Teeth whitening, Botox and dermal fillers are set to be included in a major review of cosmetic surgery and procedures following the PIP breast impact scandal.
The British Dental Association and the General Dental Council will submit evidence to the Department of Health as part of its consultation into the cosmetic surgery industry, they confirmed to Dentistry.
It follows the recent PIP scandal, where thousands of women were given breast implants containing substandard material.
The review will be led by NHS Medical Director, Professor Sir Bruce Keogh, and will examine whether the right amount of regulation is in place, if patients have the right amount of information before opting for surgery and how to make sure patients get the right aftercare.
Contained in the consultation document are specific references to teeth whitening and botox but the definition of cosmetic interventions could include other dental treatments such as dental implants.
Dr Martin Fallowfield, chair of the BDA's Principal Executive Committee, said: 'Recent years have seen growing patient interest in treatments that enhance their appearance, as well as their health. That is unsurprising.
In dentistry, we know that an attractive smile can greatly enhance a patient's confidence and life chances. Dentists have responded to patient demand with the provision of a number of treatments that can improve the appearance of smiles.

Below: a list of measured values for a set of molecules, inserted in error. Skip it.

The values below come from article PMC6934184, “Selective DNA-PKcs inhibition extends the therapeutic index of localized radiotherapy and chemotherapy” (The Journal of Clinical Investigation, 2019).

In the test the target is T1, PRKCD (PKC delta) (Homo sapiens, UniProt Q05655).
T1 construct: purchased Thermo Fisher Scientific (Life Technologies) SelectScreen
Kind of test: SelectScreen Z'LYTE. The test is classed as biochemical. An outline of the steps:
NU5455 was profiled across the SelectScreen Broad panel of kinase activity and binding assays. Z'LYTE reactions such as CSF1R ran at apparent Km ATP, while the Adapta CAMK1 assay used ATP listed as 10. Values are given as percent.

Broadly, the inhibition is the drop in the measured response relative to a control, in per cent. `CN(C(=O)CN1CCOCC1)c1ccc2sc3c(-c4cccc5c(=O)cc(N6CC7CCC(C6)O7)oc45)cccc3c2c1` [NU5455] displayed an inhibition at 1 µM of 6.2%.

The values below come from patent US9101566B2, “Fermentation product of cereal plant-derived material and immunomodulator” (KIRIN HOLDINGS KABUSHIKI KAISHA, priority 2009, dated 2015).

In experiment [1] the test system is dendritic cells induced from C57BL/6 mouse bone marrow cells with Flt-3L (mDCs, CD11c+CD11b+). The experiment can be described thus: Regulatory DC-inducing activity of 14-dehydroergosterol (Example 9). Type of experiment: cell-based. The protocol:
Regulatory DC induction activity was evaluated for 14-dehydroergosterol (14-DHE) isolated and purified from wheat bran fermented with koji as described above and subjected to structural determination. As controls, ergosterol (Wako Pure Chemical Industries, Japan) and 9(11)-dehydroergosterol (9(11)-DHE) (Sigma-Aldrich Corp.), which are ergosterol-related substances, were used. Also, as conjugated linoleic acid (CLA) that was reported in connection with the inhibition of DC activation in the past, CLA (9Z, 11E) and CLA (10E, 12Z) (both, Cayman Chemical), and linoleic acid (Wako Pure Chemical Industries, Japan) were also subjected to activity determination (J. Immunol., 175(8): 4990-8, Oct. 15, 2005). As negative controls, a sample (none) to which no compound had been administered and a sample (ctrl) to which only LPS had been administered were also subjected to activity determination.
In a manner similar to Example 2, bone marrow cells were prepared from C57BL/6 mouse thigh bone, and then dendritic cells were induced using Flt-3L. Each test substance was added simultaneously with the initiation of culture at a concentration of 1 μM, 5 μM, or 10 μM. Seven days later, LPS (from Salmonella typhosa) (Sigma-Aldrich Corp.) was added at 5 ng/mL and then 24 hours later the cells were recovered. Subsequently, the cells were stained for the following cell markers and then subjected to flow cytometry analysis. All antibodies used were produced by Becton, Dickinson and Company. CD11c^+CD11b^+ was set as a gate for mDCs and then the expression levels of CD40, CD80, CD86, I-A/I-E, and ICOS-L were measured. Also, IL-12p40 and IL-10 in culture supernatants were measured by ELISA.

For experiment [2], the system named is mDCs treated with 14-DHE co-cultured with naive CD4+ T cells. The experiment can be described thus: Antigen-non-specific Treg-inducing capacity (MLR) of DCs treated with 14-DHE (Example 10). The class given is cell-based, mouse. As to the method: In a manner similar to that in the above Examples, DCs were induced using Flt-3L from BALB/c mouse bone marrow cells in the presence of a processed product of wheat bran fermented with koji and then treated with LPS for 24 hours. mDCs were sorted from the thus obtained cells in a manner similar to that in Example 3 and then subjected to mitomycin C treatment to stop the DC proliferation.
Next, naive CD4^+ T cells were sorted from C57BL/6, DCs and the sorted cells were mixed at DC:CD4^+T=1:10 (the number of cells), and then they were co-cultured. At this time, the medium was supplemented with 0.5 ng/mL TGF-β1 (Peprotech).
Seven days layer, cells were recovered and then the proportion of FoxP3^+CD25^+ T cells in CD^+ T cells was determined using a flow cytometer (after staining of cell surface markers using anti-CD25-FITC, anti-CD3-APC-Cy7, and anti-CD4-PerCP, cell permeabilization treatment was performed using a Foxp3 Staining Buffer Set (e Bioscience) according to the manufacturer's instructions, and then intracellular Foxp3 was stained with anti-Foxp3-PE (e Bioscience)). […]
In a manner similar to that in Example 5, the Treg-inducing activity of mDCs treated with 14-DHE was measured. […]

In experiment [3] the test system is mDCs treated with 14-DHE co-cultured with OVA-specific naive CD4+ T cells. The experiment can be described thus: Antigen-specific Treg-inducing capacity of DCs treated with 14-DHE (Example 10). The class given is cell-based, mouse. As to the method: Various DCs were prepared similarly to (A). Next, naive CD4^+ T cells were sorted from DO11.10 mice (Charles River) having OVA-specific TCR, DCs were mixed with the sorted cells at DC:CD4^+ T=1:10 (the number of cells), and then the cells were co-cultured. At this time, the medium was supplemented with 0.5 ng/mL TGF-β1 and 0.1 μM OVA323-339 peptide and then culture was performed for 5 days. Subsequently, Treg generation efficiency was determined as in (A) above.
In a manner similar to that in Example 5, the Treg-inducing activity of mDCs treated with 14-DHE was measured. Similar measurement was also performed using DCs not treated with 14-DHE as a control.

'The BDA supports appropriate, proportionate regulation, and will be providing a full response to this consultation.'
Recommendations will be made to government by March 2013.
Professor Sir Bruce Keogh, who is leading the English review said: 'The recent problems with PIP breast implants have shone a light on the cosmetic surgery industry. Many questions have been raised, particularly around the regulation of clinics, whether all practitioners are adequately qualified, how well people are advised when money is changing hands, aggressive marketing techniques, and what protection is available when things go wrong.
'I am concerned that too many people do not realise how serious cosmetic surgery is and do not consider the lifelong implications it can have. That's why I have put together this review committee to advise me in making recommendations to government on how we can better protect people who choose to have surgery or cosmetic interventions.
'We want to hear views from everyone, particularly people who have experience of the cosmetic surgery industry or of other cosmetic interventions – good and bad – so we can learn what works best.'